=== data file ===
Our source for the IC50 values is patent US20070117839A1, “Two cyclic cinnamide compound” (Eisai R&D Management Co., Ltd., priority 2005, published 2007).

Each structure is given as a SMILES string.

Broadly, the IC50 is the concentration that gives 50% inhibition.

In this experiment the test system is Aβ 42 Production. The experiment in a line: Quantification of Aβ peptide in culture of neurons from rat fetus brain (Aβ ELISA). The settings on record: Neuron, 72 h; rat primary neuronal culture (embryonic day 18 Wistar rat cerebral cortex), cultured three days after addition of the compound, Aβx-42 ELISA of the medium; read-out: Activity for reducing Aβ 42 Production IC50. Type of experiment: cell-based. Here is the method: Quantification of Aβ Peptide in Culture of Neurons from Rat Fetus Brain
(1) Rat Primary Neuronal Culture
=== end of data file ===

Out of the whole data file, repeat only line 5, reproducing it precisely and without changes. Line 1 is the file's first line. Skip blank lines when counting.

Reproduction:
(1) Rat Primary Neuronal Culture